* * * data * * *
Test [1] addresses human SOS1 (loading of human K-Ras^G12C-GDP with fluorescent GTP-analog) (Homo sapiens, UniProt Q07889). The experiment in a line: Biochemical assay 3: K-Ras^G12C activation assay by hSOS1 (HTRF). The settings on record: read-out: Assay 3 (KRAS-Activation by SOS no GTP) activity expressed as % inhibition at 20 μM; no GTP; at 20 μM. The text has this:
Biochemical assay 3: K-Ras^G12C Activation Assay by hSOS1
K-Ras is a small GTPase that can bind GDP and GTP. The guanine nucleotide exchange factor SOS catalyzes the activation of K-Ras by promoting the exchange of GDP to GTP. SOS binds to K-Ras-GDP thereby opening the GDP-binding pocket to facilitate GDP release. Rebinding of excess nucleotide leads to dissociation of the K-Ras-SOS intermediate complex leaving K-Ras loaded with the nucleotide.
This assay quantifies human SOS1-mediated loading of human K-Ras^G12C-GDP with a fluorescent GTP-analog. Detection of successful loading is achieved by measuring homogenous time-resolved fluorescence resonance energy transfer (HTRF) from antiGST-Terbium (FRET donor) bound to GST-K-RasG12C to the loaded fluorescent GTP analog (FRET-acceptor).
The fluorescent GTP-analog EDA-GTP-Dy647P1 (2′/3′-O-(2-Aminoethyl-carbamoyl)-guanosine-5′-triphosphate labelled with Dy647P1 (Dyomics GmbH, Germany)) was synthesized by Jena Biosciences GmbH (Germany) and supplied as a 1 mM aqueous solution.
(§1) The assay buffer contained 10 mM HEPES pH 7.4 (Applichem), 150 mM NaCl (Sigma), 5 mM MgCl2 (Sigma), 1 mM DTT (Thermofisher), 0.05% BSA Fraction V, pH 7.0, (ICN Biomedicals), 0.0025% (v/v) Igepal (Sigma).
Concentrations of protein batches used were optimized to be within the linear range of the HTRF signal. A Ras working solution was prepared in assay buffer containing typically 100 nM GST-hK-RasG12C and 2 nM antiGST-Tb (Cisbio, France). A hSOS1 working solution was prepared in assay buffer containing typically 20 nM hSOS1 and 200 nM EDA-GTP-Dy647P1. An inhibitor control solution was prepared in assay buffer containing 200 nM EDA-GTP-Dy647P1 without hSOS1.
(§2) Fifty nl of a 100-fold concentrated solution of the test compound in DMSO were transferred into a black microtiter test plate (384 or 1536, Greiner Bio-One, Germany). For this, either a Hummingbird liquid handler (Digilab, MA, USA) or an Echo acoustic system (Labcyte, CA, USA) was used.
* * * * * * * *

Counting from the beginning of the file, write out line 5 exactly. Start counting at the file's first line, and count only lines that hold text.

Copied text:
The fluorescent GTP-analog EDA-GTP-Dy647P1 (2′/3′-O-(2-Aminoethyl-carbamoyl)-guanosine-5′-triphosphate labelled with Dy647P1 (Dyomics GmbH, Germany)) was synthesized by Jena Biosciences GmbH (Germany) and supplied as a 1 mM aqueous solution.